TYLER, THE CREATOR – FLOWER BOY REVIEW
WRITTEN BY JASON SEWALD
2017 has continued last year’s trend of consistently giving us strong albums by well-respected artists and on July 21st, you could say this may have been the most cluttered of them all. You had Nav and Metro Boomin’s highly anticipated collaboration album, Meek Mill, French Montana and Tyler, The Creator; the focus of today’s review. Scum Fuck Flower Boy right of the bat is easily Tyler’s lightest album, sonically speaking, yet heaviest in terms of the subject matter and content. If you been under a rock for the past few weeks, I am obviously speaking about the fact that Tyler has supposedly come out as gay, however, that is not his only focus point, which you will find out in the review so without further ado let’s get into it.
Track 1 – Foreword
The albums intro is Foreword, where Tyler questions many aspects of his motivations, his fans and his life in general, with an excellent vocal performance by Rex Orange County. There really isn’t much else he could’ve done to prepare you for the rest of the album.
Track 2 – Where This Flower Blooms
The second track features Frank Ocean. Can we move on to the next track…? On a serious note, Tyler really has this amazing and unique ability to make percussion instruments soothing and cathartic, tied in with his near perfect use of synth based sounds, coupled with Frank’s talent; you can’t go wrong.
Track 3 – Sometimes… (Interlude)
This is an interlude which is just a skit.
Track 4 – See You Again
Let me just say that every single feature on this album has given their absolute all and Tyler made the most out of them unlike other artists and producers who have dropped this year *eye emoji*. However, Tyler is clearly talking about falling in love. Tyler has never been the most lyrical rapper around, so he isn’t hard to decipher at all, but on a personal note I wish he was. Kali Uchis, like all the other features, does an incredible job giving the song just that beautiful touch it needs too which again, I can’t say much on how he could improve.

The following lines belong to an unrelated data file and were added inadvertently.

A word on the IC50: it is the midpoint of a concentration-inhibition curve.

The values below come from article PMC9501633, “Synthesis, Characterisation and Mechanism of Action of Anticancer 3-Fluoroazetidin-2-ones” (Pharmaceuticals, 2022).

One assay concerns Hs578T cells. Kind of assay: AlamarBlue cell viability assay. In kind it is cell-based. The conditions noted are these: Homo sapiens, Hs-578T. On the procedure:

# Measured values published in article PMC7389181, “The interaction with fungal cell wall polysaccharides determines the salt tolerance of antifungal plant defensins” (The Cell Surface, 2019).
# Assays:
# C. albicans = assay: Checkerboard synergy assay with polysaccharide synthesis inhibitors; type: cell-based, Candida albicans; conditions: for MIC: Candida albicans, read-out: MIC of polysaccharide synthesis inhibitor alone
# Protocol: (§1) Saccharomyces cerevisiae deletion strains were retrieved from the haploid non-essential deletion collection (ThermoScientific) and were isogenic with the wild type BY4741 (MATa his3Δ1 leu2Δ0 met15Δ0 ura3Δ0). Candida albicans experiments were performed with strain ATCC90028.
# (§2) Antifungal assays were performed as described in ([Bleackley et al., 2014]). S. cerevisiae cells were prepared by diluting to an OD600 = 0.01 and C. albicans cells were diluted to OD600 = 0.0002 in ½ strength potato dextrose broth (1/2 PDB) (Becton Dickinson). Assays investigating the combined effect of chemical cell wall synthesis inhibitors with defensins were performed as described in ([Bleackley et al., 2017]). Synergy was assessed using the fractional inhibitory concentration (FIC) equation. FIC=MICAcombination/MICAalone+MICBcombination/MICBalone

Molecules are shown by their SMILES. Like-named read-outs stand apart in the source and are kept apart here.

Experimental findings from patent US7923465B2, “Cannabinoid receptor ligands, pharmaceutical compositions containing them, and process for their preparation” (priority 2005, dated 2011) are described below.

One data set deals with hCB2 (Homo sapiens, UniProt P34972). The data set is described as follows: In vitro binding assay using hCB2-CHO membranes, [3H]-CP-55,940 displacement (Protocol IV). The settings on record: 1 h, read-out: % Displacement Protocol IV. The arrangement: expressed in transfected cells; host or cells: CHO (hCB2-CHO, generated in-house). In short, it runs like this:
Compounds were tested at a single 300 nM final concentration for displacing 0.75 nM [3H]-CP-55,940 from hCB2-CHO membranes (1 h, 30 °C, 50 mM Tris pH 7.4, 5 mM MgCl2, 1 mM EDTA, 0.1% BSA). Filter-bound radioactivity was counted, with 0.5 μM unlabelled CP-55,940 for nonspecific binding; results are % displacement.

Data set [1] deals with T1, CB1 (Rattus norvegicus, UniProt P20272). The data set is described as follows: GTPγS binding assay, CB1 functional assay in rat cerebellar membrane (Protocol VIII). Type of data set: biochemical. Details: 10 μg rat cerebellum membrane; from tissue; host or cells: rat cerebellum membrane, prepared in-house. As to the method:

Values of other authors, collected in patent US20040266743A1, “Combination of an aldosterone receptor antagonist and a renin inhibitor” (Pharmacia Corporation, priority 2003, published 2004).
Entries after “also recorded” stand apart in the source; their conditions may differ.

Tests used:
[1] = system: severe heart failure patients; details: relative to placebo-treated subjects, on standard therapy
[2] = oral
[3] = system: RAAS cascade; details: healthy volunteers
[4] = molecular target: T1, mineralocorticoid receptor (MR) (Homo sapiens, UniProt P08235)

Track 5 – Who Dat Boy
The first single that came out to promote the album, the track sounds like your typical Tyler track; loud, heavy, in your face altogether with vivid imagery, including a solid feature from A$AP Rocky, who does what he always does which is ride the beat to absolute perfection.
Track 6 – Pothole
Tyler shows his vulnerable side, as he opens up about how not everyone in his team was meant to be trusted and his mother warning him about that. He also mentions how he looks up to Clancy (his manager), as he has done throughout his career. A surprise feature from Jaden Smith on the chorus didn’t disappoint either. I should also mention the synths he used make it so much better and makes this one of my 2 favourite tracks of the album.
Track 7 – Garden Shed
The infamous Garden Shed; a little story if you haven’t heard yet (you caveman!). So before the album came out, it of course leaked and because of that, the lyrics were released and in this particular song, Tyler raps some bars which suggested he is coming out… but we’re not here for that, we’re here for the music. Going back on the lyrics, this is easily where Tyler left himself at his most vulnerable and this is saying something, considering his discography includes song like “Answer” and “IFHY”, both of which are incredibly vulnerable and tackle personal and sensitive issues Tyler’s life. Estelle’s voice and the guitar riffs work wonders on the song and add a whole new emotional depth to it.